TOKYO (Reuters) – Japan’s government lowered its assessment of consumer spending in February, the first downgrade in 11 months, as some shoppers have become increasingly frugal in the face of rising food prices.
The government left unchanged its overall assessment that the economy is recovering gradually though pockets of weakness remain.
The dim view of consumer spending could become a source of concern for policymakers, as it suggests the economy may continue to struggle to generate inflation.
“The recovery in consumer spending has stalled recently,” the Cabinet Office said in its monthly economic report released on Thursday.
This marked a downgrade from last month, when the Cabinet Office said consumer spending was recovering.
Wages and labor conditions are improving, but retail sales and household spending have been dented recently as rising food prices – bad weather has pushed up vegetable prices – cause some consumers to cut back other spending, the report said.
The Cabinet Office, which helps coordinate economic policy, also downgraded its assessment of the housing market to say it is weakening.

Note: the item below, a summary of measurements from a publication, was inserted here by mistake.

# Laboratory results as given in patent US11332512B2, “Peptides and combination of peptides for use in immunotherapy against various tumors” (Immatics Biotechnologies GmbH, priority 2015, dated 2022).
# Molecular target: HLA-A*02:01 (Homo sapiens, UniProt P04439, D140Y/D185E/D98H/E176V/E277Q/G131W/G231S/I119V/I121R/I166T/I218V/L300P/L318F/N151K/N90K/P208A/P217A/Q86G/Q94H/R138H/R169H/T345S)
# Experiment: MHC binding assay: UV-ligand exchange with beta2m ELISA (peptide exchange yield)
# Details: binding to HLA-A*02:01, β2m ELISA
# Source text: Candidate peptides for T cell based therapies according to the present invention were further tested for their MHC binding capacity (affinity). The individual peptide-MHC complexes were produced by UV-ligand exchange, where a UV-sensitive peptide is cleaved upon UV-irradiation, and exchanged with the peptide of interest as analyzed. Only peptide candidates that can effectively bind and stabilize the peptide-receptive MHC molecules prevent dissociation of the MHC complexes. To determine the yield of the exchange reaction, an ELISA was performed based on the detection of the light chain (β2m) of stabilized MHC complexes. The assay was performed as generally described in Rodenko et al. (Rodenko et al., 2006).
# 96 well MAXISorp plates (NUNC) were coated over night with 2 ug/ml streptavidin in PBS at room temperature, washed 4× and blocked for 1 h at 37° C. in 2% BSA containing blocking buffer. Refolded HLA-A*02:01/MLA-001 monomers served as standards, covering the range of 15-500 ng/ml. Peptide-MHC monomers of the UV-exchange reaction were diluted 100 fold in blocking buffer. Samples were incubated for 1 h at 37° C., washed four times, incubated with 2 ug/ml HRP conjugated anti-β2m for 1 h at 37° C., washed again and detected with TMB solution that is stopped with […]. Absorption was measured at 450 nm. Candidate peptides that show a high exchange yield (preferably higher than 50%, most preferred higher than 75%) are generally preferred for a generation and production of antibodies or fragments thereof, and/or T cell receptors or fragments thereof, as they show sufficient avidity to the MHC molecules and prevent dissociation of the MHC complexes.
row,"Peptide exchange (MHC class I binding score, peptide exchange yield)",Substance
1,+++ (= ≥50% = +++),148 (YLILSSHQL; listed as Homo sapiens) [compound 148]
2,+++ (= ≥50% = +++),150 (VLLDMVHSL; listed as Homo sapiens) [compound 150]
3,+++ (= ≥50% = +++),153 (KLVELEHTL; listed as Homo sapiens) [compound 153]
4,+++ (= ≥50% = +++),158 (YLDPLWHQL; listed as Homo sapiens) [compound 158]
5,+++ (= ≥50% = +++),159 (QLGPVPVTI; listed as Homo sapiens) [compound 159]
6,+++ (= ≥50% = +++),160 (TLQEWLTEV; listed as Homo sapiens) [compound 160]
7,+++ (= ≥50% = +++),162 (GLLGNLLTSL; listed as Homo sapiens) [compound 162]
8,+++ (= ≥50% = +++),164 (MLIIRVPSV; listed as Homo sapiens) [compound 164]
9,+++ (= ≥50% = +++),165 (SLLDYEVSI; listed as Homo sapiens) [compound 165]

Recent data have shown a large decline in the construction of rental properties due to oversupply, which prompted the downgrade, the report said.
On the positive side, the government upgraded its assessment of capital expenditure for the first time in 11 months to say it is showing signs of recovery.
The Cabinet Office also raised its assessment of exports for the first time in four months, saying that they are recovering.
Exports drove gross domestic product growth in the fourth quarter, but tepid private consumption and the risks of U.S. protectionism have cast doubt on the outlook for Japan’s economy.
(Reporting by Stanley White; Editing by Richard Borsuk)